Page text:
I remember when I was in grade school and I heard about a classmate’s brother who died at the family home. He was found in the barn and he had taken his own life. Only, no one would actually say that. No one said suicide, talked about suicide, understood suicide. Nothing. Everyone hush-hushed about the topic and most of the adults would get very uncomfortable or irritated if us kids started asking questions. It probably didn’t help that we were in a Catholic school because I recall one of the teachers saying that the deceased wouldn’t go to heaven because he had committed a terrible sin by killing himself. I think that kind of ended the conversation right there. Regardless of whether a personal belief system views this as a ‘sin’, the comments were not at all conducive to trying to understand what had happened, why it might have happened or provide any sort of support for those grieving. This young fellow was not quite a teenager yet (early teens maybe) when he took his life. This lack of understanding was very normal for that time and era but looking back it was incredibly alarming.
Fast forward a bunch of years and there are some things we do better at but some we don’t. We know more now. We know that talking about suicide doesn’t magically make it happen. We have suicide prevention training programs all over the place (in the schools, in work places, in communities) and yet, it still continues to be the solution for countless people who are in pain.
September 10th is World Suicide Prevention Day. Here are a list of myths and facts about suicide. Please feel free to share with others and always reach out to help!
Myth – Suicide can’t be prevented. If someone really wants to die, they will.
Fact – Not necessarily. Most people who are contemplating suicide don’t necessarily want to die, they want to end the pain. There is a difference between the two. Sometimes life in its present form feels too unbearable and hopeless. Suicide isn’t so much about running to something, more about trying to escape something.
Myth – Someone who attempts suicide in the past, won’t try again.
Fact – 4 out of 5 people who have died by way of suicide had at least one other previous attempt.
Myth – Talking about suicide or asking someone if they are thinking of suicide will put the idea in their head and make them more likely to do it.
Fact – Talking to someone about suicide provides them with the opportunity to talk about the pain they are experiencing or the difficulties they feel overwhelmed by. In fact, asking people directly and talking about it is a recommended approach for suicide prevention.
Myth – Someone who makes suicide threats is just looking for attention
Fact – Well, a cry for help is still a cry for help. Maybe the threat is an invitation for others to help them. Many people give some indication that they are having suicidal thoughts prior to killing themselves and that includes threats of suicide. It’s something that should always be taken seriously.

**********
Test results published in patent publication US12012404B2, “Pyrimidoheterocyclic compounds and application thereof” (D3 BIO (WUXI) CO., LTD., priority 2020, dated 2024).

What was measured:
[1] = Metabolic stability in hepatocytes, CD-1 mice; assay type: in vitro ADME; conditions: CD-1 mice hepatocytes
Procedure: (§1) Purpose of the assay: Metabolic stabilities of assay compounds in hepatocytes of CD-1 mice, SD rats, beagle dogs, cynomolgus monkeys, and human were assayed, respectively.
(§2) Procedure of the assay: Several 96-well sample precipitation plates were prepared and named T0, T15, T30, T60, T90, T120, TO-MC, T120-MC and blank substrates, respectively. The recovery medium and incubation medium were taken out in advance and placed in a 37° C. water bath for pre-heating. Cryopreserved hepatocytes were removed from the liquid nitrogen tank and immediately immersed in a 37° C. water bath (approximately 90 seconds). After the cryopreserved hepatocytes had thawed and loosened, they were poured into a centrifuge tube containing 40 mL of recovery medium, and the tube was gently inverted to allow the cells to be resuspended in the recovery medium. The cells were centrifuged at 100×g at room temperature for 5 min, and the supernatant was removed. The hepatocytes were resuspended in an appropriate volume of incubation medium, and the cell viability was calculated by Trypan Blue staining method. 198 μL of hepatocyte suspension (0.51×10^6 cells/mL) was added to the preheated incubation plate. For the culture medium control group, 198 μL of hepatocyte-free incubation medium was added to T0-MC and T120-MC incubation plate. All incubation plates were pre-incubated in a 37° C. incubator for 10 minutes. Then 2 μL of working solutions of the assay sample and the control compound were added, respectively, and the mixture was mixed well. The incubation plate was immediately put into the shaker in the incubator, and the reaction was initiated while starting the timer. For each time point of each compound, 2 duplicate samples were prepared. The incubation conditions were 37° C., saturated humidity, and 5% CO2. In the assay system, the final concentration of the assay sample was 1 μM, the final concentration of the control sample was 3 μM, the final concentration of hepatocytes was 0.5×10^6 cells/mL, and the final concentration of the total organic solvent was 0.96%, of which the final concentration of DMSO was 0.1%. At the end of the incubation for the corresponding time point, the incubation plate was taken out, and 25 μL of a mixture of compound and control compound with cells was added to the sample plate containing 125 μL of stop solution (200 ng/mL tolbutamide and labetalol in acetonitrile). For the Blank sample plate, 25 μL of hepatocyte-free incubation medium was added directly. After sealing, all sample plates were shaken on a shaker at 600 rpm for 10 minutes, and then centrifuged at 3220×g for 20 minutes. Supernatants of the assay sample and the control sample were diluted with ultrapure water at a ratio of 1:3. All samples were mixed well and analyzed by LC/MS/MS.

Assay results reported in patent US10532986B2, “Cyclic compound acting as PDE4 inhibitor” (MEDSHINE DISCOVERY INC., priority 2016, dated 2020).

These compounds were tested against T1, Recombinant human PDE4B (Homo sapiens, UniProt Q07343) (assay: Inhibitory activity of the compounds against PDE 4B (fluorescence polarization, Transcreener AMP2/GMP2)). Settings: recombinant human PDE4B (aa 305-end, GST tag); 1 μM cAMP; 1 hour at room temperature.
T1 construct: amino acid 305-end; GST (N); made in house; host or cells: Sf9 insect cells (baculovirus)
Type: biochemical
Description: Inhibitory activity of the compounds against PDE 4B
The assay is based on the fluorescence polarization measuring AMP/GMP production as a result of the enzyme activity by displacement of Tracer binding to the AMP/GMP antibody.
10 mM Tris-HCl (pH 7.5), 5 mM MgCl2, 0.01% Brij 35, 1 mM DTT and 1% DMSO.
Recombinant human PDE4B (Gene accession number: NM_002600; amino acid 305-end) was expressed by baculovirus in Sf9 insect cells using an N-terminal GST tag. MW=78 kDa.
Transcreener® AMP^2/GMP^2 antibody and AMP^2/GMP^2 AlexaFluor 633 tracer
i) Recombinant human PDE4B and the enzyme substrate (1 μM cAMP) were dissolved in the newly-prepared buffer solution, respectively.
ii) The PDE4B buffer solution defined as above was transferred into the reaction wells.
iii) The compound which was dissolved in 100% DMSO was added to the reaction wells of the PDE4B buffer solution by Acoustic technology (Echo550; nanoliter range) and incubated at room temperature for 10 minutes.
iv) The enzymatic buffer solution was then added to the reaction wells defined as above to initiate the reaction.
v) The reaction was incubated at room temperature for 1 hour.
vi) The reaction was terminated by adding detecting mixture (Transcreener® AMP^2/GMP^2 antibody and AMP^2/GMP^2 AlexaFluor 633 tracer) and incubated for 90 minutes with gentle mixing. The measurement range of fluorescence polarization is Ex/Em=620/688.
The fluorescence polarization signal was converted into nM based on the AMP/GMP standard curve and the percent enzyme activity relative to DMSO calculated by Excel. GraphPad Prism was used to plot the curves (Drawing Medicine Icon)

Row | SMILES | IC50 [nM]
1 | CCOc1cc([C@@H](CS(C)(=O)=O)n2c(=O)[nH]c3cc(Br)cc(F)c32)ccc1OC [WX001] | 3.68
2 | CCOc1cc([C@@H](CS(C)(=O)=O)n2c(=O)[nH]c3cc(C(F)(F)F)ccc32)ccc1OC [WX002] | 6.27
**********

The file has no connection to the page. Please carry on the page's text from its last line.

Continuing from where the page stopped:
Myth – Preventing access to weapons, putting barricades on bridges and other preventative methods that limit access to the means to commit suicide does not help or make a difference.
Fact – Limiting access to lethal methods of suicide is actually one of the more successful strategies for preventing suicide. While thoughts of suicide may linger in a person’s mind for some time, the act to commit suicide itself can be impulsive and be triggered by some form of crisis (including psychological crisis). Limiting a person’s access to the means to commit suicide can help by giving everyone time to try to find another solution.
Myth – Males, teenagers and college students are the highest risk for committing suicide.
Fact – Males die by suicide at a rate of 4 times more often than females but females attempt suicide more often. Suicide risk appears to increase with age and currently, the age group with the highest suicide rate (at least by US stats) is middle-aged men between 45 – 64.
Myth – People who take their own lives are cowards, selfish and / or weak.
Fact – More than 90% of people who take their own life have at least one or more treatable mental illness such as depression, anxiety, bipolar disorder, schizophrenia, and / or alcohol or substance abuse.
Myth – Talk therapy and medications don’t work when it comes to preventing suicide.
Fact – Treatment can and does work. In fact, one of the best ways to prevent suicide is to get treatment for whatever your struggles may be.
Suicide is an issue for all countries and impacts everyone regardless of socio-economic status, race or orientation. If you or someone you know about is thinking about suicide, please get help.
For more information, please click here http://www.helpguide.org/mental/suicide_prevention.htm